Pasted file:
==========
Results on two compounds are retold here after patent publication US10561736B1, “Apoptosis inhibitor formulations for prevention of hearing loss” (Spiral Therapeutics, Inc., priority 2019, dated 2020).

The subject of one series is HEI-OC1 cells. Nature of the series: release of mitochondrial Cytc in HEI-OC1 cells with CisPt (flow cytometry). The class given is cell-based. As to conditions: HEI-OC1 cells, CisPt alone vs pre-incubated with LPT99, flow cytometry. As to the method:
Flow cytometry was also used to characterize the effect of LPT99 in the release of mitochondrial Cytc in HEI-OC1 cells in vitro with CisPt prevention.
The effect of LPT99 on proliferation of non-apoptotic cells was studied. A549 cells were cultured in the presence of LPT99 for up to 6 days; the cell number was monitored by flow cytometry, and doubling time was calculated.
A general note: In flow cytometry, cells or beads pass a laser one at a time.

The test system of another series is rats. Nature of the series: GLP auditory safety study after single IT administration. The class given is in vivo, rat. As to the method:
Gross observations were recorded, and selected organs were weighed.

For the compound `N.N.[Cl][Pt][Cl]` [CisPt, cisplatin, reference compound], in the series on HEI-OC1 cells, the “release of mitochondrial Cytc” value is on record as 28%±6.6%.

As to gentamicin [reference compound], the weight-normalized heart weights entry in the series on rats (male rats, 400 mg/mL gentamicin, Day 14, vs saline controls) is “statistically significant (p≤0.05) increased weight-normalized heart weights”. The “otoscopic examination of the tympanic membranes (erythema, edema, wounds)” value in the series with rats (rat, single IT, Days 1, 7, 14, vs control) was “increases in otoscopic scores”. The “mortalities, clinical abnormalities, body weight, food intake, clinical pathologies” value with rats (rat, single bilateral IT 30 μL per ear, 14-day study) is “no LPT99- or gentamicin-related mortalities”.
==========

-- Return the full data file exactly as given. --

Results on two compounds are retold here after patent publication US10561736B1, “Apoptosis inhibitor formulations for prevention of hearing loss” (Spiral Therapeutics, Inc., priority 2019, dated 2020).

The subject of one series is HEI-OC1 cells. Nature of the series: release of mitochondrial Cytc in HEI-OC1 cells with CisPt (flow cytometry). The class given is cell-based. As to conditions: HEI-OC1 cells, CisPt alone vs pre-incubated with LPT99, flow cytometry. As to the method:
Flow cytometry was also used to characterize the effect of LPT99 in the release of mitochondrial Cytc in HEI-OC1 cells in vitro with CisPt prevention.
The effect of LPT99 on proliferation of non-apoptotic cells was studied. A549 cells were cultured in the presence of LPT99 for up to 6 days; the cell number was monitored by flow cytometry, and doubling time was calculated.
A general note: In flow cytometry, cells or beads pass a laser one at a time.

The test system of another series is rats. Nature of the series: GLP auditory safety study after single IT administration. The class given is in vivo, rat. As to the method:
Gross observations were recorded, and selected organs were weighed.

For the compound `N.N.[Cl][Pt][Cl]` [CisPt, cisplatin, reference compound], in the series on HEI-OC1 cells, the “release of mitochondrial Cytc” value is on record as 28%±6.6%.

As to gentamicin [reference compound], the weight-normalized heart weights entry in the series on rats (male rats, 400 mg/mL gentamicin, Day 14, vs saline controls) is “statistically significant (p≤0.05) increased weight-normalized heart weights”. The “otoscopic examination of the tympanic membranes (erythema, edema, wounds)” value in the series with rats (rat, single IT, Days 1, 7, 14, vs control) was “increases in otoscopic scores”. The “mortalities, clinical abnormalities, body weight, food intake, clinical pathologies” value with rats (rat, single bilateral IT 30 μL per ear, 14-day study) is “no LPT99- or gentamicin-related mortalities”.